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How to Bluff in Poker

Learn how to bluff from poker champion Nick "Nicky Numbers" Brancato in this Howcast video.


Hi. I'm professional poker player, Nicky Numbers, and I'm going to explain how to bluff. Before you can learn how to bluff you have to first know what a bluff is. A stone cold bluff is a bluff that's made with no hand and no draw, meaning your hand has no equity into itself. Your hand is not going to win if you continue and you don't have a draw as backup. That's a stone cold bluff. Stone cold bluffing should primarily be reserved for poker tournaments, where you have to make moves regularly in order to win. In cash games outside of continuation betting and firing second bullets, stone cold bluffs can primarily be avoided.

However, all forms of bluffs, including semi bluffs, which are aggressive actions that are taken with a draw like a straight draw or a flush draw as a backup in case your aggressive action fails you may hit your draw and improve to a strong-made hand, are going to be most effective under the same types of criteria. The single biggest factor is how many opponents you're up against. You can regularly make a single opponent fold. You can sometimes make two opponents fold. But it's very, very difficult to make three or more opponents fold without the play of a hand. So, when you're bluffing, you really want to focus on situations where you're against a single player.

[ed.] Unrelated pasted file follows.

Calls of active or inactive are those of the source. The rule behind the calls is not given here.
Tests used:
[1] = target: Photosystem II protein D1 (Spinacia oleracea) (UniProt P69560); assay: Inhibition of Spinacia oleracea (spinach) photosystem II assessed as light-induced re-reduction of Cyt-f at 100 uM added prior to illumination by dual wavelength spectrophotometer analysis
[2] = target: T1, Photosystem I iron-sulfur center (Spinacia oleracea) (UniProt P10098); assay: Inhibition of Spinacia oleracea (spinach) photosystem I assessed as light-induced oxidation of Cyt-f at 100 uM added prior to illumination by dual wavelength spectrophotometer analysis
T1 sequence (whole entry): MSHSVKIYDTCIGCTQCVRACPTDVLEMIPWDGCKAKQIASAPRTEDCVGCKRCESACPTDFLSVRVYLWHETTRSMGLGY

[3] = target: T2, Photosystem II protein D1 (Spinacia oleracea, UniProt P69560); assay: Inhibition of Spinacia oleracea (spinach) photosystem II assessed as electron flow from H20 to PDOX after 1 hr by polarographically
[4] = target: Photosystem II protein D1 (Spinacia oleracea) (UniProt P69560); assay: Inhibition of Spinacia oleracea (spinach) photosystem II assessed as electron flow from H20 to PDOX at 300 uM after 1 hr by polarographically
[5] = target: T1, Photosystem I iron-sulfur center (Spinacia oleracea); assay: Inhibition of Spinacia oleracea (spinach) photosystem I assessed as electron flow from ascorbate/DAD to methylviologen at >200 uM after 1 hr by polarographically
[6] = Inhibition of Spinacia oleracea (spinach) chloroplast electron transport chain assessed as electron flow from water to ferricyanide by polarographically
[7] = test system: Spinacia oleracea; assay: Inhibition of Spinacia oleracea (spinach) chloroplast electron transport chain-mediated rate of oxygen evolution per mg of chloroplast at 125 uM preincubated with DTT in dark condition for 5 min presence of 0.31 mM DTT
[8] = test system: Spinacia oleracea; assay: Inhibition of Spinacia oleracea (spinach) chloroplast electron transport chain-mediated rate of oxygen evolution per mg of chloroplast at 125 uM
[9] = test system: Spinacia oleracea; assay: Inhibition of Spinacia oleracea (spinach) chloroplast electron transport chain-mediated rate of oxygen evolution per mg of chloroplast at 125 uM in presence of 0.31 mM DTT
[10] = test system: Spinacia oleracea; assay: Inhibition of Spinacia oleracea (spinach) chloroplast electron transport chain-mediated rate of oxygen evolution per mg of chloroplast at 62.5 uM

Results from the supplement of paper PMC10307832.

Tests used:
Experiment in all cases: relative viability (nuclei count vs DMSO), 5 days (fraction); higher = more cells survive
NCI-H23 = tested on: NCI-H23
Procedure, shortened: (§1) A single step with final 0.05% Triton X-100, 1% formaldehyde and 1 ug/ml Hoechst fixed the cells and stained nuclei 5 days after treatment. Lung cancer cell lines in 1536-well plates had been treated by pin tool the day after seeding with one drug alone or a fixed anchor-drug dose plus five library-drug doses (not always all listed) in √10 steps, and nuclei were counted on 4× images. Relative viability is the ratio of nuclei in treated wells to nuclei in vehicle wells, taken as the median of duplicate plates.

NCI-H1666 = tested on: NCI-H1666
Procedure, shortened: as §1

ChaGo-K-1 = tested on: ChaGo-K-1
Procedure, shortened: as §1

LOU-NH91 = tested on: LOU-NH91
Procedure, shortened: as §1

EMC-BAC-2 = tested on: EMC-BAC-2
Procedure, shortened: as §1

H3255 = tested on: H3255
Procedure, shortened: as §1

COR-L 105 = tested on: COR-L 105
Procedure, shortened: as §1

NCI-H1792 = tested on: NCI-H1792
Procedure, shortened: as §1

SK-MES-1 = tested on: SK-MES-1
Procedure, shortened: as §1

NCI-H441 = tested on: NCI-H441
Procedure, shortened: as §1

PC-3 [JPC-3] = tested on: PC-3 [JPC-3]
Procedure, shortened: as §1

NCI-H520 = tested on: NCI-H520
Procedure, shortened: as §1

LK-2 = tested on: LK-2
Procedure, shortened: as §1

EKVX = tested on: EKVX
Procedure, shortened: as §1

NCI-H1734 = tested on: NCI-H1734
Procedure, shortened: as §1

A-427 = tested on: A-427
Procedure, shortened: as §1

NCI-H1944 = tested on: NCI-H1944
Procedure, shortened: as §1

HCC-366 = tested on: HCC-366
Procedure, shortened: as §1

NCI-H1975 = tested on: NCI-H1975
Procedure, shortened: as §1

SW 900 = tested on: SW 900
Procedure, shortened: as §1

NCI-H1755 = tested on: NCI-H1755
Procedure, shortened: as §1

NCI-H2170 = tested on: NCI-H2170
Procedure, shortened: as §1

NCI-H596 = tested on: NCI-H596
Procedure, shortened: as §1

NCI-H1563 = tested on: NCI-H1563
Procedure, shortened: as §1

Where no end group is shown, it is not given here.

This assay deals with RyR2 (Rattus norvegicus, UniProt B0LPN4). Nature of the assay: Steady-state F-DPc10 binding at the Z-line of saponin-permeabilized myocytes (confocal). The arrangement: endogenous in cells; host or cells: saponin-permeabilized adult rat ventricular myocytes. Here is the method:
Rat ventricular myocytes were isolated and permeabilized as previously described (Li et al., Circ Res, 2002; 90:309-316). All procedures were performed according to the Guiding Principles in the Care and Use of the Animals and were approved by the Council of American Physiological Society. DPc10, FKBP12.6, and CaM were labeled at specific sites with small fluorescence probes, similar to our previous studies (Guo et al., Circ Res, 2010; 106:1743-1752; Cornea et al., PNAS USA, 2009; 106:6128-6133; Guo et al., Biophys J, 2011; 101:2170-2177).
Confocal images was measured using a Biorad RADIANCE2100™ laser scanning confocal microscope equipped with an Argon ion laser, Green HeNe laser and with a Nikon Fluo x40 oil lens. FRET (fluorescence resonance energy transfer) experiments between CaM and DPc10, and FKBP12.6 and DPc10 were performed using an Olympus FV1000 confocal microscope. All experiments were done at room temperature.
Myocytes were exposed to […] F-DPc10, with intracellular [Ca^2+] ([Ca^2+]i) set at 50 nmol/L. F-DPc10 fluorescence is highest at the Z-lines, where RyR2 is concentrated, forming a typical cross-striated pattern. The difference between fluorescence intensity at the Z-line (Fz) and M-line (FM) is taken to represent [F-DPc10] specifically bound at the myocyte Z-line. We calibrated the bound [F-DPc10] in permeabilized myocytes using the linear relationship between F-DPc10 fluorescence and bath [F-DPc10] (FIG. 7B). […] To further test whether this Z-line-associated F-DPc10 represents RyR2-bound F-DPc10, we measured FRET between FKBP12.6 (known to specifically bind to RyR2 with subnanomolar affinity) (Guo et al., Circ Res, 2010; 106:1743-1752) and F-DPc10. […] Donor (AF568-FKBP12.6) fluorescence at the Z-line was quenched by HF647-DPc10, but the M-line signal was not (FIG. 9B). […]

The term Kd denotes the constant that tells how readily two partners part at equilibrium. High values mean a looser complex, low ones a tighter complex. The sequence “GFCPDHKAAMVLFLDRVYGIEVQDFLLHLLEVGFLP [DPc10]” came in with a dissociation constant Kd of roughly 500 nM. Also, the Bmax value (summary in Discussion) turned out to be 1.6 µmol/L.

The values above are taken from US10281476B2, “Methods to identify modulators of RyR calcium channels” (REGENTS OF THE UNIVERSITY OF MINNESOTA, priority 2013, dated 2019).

There are a few very important Do Not's with regards to bluffing. You do not want to bluff in big, multi way pots. The more opponents you're up against, the less likely an aggressive action is to succeed. You also want to avoid bluffing in situations where your opponent has taken multiple aggressive actions post-flop. They bet on the flop, and the turn, and the river. Or, they've raised on the flop and bet on the turn. The more aggressive actions your opponents have taken on the flop, turn and river, the greater the likelihood that they're not going to fold. And as is true at any point in no limit Hold'Em, it's critical to know how many chips you have in your stack and how many chips you're opponents have in theirs so that you can take into account when you're choosing to bet or raise.

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